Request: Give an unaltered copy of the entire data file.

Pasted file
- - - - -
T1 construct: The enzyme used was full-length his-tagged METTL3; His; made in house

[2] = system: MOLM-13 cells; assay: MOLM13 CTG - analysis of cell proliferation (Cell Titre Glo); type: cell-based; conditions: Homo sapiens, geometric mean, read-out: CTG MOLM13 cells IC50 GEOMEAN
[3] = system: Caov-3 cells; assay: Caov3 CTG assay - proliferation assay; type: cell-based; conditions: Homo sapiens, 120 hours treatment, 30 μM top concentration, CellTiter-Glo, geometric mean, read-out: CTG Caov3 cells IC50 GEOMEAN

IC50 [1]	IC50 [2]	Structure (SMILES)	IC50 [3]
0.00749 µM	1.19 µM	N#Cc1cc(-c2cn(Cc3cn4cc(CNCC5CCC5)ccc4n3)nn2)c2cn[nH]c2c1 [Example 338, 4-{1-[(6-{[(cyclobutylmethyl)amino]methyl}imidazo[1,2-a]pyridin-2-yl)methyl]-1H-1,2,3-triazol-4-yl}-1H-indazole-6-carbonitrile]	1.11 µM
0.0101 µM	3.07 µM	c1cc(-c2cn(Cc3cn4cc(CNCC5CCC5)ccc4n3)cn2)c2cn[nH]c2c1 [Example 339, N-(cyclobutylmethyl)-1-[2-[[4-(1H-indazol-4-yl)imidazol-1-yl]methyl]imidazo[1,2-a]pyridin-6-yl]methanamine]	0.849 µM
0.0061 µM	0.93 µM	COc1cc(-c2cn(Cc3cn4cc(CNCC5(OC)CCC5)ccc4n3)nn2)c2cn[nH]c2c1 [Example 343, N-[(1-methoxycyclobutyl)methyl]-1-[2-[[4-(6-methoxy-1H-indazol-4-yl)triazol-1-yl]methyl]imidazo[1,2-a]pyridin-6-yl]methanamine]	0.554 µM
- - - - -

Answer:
T1 construct: The enzyme used was full-length his-tagged METTL3; His; made in house

[2] = system: MOLM-13 cells; assay: MOLM13 CTG - analysis of cell proliferation (Cell Titre Glo); type: cell-based; conditions: Homo sapiens, geometric mean, read-out: CTG MOLM13 cells IC50 GEOMEAN
[3] = system: Caov-3 cells; assay: Caov3 CTG assay - proliferation assay; type: cell-based; conditions: Homo sapiens, 120 hours treatment, 30 μM top concentration, CellTiter-Glo, geometric mean, read-out: CTG Caov3 cells IC50 GEOMEAN

IC50 [1]	IC50 [2]	Structure (SMILES)	IC50 [3]
0.00749 µM	1.19 µM	N#Cc1cc(-c2cn(Cc3cn4cc(CNCC5CCC5)ccc4n3)nn2)c2cn[nH]c2c1 [Example 338, 4-{1-[(6-{[(cyclobutylmethyl)amino]methyl}imidazo[1,2-a]pyridin-2-yl)methyl]-1H-1,2,3-triazol-4-yl}-1H-indazole-6-carbonitrile]	1.11 µM
0.0101 µM	3.07 µM	c1cc(-c2cn(Cc3cn4cc(CNCC5CCC5)ccc4n3)cn2)c2cn[nH]c2c1 [Example 339, N-(cyclobutylmethyl)-1-[2-[[4-(1H-indazol-4-yl)imidazol-1-yl]methyl]imidazo[1,2-a]pyridin-6-yl]methanamine]	0.849 µM
0.0061 µM	0.93 µM	COc1cc(-c2cn(Cc3cn4cc(CNCC5(OC)CCC5)ccc4n3)nn2)c2cn[nH]c2c1 [Example 343, N-[(1-methoxycyclobutyl)methyl]-1-[2-[[4-(6-methoxy-1H-indazol-4-yl)triazol-1-yl]methyl]imidazo[1,2-a]pyridin-6-yl]methanamine]	0.554 µM